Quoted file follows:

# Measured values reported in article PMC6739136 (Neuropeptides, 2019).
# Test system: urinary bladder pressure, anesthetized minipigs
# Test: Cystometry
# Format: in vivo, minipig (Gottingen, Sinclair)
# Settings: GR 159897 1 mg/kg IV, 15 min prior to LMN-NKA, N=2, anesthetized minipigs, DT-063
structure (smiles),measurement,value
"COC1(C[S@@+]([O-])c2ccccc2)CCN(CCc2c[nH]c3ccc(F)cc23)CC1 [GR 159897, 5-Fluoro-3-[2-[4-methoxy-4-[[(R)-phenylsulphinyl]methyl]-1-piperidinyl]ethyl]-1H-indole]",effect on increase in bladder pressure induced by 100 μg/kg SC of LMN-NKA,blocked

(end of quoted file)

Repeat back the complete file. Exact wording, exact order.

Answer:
# Measured values reported in article PMC6739136 (Neuropeptides, 2019).
# Test system: urinary bladder pressure, anesthetized minipigs
# Test: Cystometry
# Format: in vivo, minipig (Gottingen, Sinclair)
# Settings: GR 159897 1 mg/kg IV, 15 min prior to LMN-NKA, N=2, anesthetized minipigs, DT-063
structure (smiles),measurement,value
"COC1(C[S@@+]([O-])c2ccccc2)CCN(CCc2c[nH]c3ccc(F)cc23)CC1 [GR 159897, 5-Fluoro-3-[2-[4-methoxy-4-[[(R)-phenylsulphinyl]methyl]-1-piperidinyl]ethyl]-1H-indole]",effect on increase in bladder pressure induced by 100 μg/kg SC of LMN-NKA,blocked